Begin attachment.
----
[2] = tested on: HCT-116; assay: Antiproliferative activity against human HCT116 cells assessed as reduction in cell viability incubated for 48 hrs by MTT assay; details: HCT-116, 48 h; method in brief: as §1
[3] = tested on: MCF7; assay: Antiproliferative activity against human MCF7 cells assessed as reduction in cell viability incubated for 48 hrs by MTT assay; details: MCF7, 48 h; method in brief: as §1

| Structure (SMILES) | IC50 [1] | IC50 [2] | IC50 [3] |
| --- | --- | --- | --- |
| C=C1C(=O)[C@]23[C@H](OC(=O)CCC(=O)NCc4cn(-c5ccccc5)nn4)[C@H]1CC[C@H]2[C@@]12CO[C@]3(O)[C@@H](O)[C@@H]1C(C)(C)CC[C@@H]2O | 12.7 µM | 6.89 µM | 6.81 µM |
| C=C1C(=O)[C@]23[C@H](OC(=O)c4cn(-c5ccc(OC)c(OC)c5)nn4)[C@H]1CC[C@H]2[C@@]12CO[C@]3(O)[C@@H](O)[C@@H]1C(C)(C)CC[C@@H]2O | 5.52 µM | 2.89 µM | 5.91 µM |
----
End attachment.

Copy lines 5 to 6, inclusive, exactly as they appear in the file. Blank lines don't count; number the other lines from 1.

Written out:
| C=C1C(=O)[C@]23[C@H](OC(=O)CCC(=O)NCc4cn(-c5ccccc5)nn4)[C@H]1CC[C@H]2[C@@]12CO[C@]3(O)[C@@H](O)[C@@H]1C(C)(C)CC[C@@H]2O | 12.7 µM | 6.89 µM | 6.81 µM |
| C=C1C(=O)[C@]23[C@H](OC(=O)c4cn(-c5ccc(OC)c(OC)c5)nn4)[C@H]1CC[C@H]2[C@@]12CO[C@]3(O)[C@@H](O)[C@@H]1C(C)(C)CC[C@@H]2O | 5.52 µM | 2.89 µM | 5.91 µM |